Smoke from fires burning in Washington, Oregon and California has made its way into Alberta.
Sunshine was covered with a white haze on Sunday as smoke sat high in the atmosphere for parts of the province on Saturday.
On Sunday, smoke pushed down to surface level, affecting air quality across west-central and southwestern Alberta.
holy smokes! we are covered in smoke today🔥 hope everyone effected by these vicious wildfires is safe or has found a safe place to go. #canmore #banff #wildfires2020 @weathernetwork pic.twitter.com/zyaGtkawx8
— Mariam Bocari (@MariamBocari) September 13, 2020
Last week, dense smoke pooled along the West Coast. Then as the weekend neared, a shift in winds caused it to waft inland across the U.S. and into Canada.
A visible satellite image from NASA shows how far eastward the jet streams have carried smoke particles. The wisps of smooth grey smoke can be seen stretching all the way to the East Coast.
On Saturday, Environment Canada issued an air quality statement for the southwestern corner of Alberta.
On Sunday morning, the weather agency extended the statement to include Canmore, Kananaskis and Banff National Park.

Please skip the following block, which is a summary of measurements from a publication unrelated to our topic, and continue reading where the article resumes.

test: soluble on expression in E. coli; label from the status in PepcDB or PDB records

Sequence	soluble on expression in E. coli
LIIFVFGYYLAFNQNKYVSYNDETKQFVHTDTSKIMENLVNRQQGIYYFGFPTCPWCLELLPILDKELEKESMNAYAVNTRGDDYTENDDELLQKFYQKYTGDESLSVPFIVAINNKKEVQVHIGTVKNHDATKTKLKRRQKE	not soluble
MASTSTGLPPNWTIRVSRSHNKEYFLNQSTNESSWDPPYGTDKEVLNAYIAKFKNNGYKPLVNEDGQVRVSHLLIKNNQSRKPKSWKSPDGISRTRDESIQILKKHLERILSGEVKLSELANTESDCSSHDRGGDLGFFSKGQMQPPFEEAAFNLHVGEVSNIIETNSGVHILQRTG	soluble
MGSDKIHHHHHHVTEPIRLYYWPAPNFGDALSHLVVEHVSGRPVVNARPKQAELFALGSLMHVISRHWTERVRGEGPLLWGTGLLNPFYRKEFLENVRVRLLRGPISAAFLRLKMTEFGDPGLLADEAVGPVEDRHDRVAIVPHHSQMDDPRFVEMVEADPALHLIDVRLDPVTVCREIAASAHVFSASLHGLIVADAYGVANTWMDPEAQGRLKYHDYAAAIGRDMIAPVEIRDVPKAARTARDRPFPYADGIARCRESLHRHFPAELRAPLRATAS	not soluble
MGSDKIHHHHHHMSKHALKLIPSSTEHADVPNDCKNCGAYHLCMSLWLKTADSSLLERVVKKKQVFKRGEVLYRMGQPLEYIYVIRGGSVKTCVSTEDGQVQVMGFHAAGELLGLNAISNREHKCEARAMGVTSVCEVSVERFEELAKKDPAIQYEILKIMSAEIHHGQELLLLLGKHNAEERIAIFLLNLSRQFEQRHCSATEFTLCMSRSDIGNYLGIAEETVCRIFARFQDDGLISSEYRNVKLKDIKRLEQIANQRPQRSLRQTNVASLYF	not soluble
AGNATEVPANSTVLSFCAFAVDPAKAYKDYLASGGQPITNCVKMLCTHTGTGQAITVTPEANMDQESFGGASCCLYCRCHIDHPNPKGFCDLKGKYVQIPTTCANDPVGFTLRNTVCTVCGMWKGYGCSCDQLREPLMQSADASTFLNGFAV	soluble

“The anticipated smoke trajectory indicates that the areas impacted will grow to the north and east and this alert will likely be expanded,” said Environment Canada.
High concentrations of smoke particles have pushed the air quality health index (AQHI) from a low health risk to a moderate health risk, and conditions are expected to worsen Sunday night and into Monday.
Exposure to air pollution can be most worrisome for people with pre-existing health conditions, people with respiratory infections such as COVID-19, older adults, pregnant women, infants and children.
Conditions are forecast to improve Monday evening as the smoke is pushed back southward.
For more information about wildfire smoke exposure and air quality, click here.
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